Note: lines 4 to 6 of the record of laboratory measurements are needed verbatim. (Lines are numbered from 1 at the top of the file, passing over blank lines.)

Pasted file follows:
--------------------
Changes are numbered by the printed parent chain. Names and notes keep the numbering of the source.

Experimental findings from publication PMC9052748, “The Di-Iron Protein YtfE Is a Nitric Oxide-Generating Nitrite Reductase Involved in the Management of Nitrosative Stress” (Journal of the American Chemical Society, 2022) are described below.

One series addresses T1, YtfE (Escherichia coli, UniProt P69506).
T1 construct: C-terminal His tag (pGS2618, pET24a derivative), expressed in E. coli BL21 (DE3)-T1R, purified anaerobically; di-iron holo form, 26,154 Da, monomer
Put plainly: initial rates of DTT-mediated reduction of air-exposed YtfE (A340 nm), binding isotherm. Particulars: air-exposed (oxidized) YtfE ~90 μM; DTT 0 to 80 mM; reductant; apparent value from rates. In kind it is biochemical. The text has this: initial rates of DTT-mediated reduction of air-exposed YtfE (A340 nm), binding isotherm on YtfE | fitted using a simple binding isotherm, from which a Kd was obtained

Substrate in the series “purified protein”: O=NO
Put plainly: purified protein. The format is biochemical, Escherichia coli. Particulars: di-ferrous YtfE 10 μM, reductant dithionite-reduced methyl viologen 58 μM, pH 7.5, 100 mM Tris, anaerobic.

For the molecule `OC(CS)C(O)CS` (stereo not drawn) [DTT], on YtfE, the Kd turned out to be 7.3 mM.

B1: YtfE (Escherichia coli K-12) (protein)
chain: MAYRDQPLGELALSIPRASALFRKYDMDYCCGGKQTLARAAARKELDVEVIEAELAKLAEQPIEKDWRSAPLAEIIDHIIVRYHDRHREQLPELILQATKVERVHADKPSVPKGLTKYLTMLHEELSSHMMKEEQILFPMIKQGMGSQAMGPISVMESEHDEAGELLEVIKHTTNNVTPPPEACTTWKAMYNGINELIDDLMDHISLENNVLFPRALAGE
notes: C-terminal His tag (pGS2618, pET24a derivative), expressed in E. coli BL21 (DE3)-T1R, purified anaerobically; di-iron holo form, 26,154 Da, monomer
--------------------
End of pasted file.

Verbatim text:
T1 construct: C-terminal His tag (pGS2618, pET24a derivative), expressed in E. coli BL21 (DE3)-T1R, purified anaerobically; di-iron holo form, 26,154 Da, monomer
Put plainly: initial rates of DTT-mediated reduction of air-exposed YtfE (A340 nm), binding isotherm. Particulars: air-exposed (oxidized) YtfE ~90 μM; DTT 0 to 80 mM; reductant; apparent value from rates. In kind it is biochemical. The text has this: initial rates of DTT-mediated reduction of air-exposed YtfE (A340 nm), binding isotherm on YtfE | fitted using a simple binding isotherm, from which a Kd was obtained

Substrate in the series “purified protein”: O=NO